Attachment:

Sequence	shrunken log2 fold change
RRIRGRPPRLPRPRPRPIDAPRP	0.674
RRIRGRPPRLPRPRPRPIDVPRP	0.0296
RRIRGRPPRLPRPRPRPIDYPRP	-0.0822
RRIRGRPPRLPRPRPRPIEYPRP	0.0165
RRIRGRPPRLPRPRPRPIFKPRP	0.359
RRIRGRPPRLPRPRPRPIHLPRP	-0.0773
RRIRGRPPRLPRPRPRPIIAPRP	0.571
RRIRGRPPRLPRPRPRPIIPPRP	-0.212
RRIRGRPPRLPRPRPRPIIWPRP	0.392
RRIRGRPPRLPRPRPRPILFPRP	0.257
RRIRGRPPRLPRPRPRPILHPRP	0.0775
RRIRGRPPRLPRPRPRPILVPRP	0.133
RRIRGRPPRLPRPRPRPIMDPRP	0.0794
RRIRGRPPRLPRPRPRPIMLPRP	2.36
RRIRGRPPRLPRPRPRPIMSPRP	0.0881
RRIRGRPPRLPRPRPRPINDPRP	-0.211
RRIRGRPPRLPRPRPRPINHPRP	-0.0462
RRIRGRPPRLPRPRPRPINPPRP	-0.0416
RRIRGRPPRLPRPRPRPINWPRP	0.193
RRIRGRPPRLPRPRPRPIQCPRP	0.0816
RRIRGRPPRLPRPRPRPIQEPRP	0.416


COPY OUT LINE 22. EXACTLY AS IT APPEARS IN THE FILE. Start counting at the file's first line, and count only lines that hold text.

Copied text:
RRIRGRPPRLPRPRPRPIQEPRP	0.416